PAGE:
11 Name Homework Assignment #9: Apparent Motions of the Heavens Due to Actual Motions of Earth 2008 Ann Bykerk-Kauffman, Dept. of Geological and Environmental Sciences, California State University, Chico * Chapter 21 Origins of Modern Astronomy Positions in the Sky (p ) A. The Celestial Sphere 1. What is the origin of the concept of the Celestial Sphere? (In addition to reading the text, also study Figure on p. 614.) 2. There really is no celestial sphere. So why do we still use the concept? Constellations (p ) A. What is the origin of the constellations that we use? B. Are the stars in any particular constellation ACTUALLY close together or do they just look that way? Explain, using a diagram to illustrate your answer. * Supported by NSF Grant # Permission is granted to reproduce this material for classroom use. C 11

12 C 12 Homework #9: Apparent Motions of the Heavens Due to Actual Motions of the Earth B. The Equatorial System 1. Celestial Poles: a. Figure (p. 614) shows a time exposure of the sky, centered around the North Star. The curved lines are the trails made by stars as they appear to orbit the North Star. Why do all of the other stars seem to orbit the North Star? Draw a diagram to illustrate your answer. b. How are the North celestial pole and the Earth's North Pole similar? How are they different? 2. Celestial Equator (For an illustration, see Figure on p. 614.): How are the Celestial equator and the Earth's equator similar? How are they different?

13 Homework #9: Apparent Motions of the Heavens Due to Actual Motions of the Earth C 13 The Motions of the Earth (p ) A. Rotation 1. How long does it take the earth to complete one full 360 rotation? 2. Why are our standard days longer than this? (In addition to reading the text, carefully study Figure on p. 615.) B. Revolution 1. Apparent path of the sun a. Over the course of a year, why does the sun appear to move relative to the stars? In addition to reading the text, carefully study Figure 21.C on p b. Why is this apparent motion about 1 per day? (Hint: A circle has 360 degrees.) 2. Ecliptic (Study Figures on p. 616) a. What is the ecliptic? b. Why do the moon, sun and planets always lie on or very close to the ecliptic? (In addition to reading the text, carefully study Figure 21.C on p. 612.)

14 C 14 Homework #9: Apparent Motions of the Heavens Due to Actual Motions of the Earth c. The ecliptic does not line up with the celestial equator. Why not? d. Complete the diagram below, showing the ecliptic and the celestial equator in their correct relative orientations. Hint: the book DOES NOT have a diagram that shows this exact configuration. e. If the Earth's tilt was 40 instead of 23.5, how would the relationship between the celestial equator and the ecliptic be different? To illustrate your answer, complete the diagram below.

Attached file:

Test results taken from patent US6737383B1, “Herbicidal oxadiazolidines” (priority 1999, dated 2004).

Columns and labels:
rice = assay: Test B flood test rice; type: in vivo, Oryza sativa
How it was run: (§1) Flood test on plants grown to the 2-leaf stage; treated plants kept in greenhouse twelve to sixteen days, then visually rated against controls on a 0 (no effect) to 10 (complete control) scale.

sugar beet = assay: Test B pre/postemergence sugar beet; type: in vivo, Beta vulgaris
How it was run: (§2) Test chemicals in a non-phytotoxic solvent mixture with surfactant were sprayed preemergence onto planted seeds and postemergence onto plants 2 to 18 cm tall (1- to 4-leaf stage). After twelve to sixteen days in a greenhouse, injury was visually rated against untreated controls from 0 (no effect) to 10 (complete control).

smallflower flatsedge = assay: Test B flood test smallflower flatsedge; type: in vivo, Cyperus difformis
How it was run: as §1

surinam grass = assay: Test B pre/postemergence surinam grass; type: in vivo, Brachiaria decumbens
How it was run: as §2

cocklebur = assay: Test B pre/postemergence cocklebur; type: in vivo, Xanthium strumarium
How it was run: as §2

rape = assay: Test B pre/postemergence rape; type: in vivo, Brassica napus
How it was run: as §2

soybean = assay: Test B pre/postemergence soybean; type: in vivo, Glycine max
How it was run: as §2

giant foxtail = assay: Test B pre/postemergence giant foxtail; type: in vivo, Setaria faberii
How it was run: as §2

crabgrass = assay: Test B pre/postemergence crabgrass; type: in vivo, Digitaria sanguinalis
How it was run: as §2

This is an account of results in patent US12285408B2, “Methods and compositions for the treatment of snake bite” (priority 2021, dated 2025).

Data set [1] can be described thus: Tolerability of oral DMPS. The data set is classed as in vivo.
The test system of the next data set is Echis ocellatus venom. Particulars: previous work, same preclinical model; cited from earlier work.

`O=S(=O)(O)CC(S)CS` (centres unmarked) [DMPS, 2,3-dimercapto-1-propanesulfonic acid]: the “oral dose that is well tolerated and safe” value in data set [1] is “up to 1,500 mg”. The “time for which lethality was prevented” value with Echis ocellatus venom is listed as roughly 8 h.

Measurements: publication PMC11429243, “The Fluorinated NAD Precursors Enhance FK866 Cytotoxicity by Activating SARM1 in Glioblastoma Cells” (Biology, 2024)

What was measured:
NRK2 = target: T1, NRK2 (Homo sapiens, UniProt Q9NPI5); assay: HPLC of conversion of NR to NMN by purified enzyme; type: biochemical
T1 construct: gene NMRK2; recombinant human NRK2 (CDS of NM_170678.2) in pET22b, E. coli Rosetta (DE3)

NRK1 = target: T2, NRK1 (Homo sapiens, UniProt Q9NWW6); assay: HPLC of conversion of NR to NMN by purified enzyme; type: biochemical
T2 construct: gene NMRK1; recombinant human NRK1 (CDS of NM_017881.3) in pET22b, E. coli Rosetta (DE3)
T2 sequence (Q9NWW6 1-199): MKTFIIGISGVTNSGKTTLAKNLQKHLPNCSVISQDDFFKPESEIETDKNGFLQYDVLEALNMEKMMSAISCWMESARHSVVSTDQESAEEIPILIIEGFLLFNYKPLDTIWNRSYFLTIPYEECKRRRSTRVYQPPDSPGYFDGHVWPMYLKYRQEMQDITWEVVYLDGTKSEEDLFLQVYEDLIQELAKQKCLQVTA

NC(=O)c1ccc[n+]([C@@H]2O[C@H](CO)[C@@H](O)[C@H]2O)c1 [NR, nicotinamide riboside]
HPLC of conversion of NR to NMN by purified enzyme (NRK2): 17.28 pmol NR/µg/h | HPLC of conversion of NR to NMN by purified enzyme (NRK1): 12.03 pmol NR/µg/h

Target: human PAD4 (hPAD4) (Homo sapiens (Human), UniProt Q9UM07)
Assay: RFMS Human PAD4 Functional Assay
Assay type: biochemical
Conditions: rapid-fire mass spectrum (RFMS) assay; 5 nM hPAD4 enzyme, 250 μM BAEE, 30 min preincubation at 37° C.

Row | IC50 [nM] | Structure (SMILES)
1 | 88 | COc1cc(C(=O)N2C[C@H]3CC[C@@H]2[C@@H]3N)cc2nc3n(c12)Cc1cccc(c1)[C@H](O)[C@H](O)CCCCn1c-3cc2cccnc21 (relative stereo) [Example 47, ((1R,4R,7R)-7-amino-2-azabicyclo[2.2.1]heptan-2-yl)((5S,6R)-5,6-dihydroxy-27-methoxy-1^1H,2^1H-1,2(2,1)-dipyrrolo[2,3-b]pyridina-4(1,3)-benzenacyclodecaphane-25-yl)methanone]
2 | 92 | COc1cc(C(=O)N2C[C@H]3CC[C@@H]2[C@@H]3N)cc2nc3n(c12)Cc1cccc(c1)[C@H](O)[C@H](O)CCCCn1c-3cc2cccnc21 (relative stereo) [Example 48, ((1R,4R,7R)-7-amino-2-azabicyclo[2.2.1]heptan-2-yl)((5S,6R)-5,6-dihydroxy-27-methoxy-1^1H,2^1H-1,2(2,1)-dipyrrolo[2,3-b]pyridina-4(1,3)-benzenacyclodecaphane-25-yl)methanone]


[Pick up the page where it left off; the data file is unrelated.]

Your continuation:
15 Homework #9: Apparent Motions of the Heavens Due to Actual Motions of the Earth C 15 C. Precession (p. 616) 1. What is precession? In addition to reading the text, carefully study Figure on p How long does it take for Earth's axis to trace a complete circle across the sky? 3. Will Earth's axis always point toward Polaris (the North Star)? Explain. Box 20.2 Astrology the Forerunner of Astronomy (p. 612) A. How is Astrology different from Astronomy? B. How is the zodiac (Figure 21.C on p. 612) related to the ecliptic?. C. When astrological charts were first established, more than 3000 years ago, the sun was in Aries on the vernal equinox (around March 21 st ). Nowadays, on the vernal equinox, the sun is in Pisces 2. Why has this shift occurred? Hint: This shift was caused by one of the motions of the earth you have just read about. 2 By the way, the position of the sun on every other date has shifted over time as well. Your astrological sign is supposed to be determined by what constellation the sun appeared to be in on the day you were born. However, the astrological signs have not changed with the times (I was born on June 11. According to astrologers, I am a Gemini but the sun was in the center of Taurus when I was born). In light of these facts, what do you think about the validity of astrology? (You don't have to answer this question, just think about it).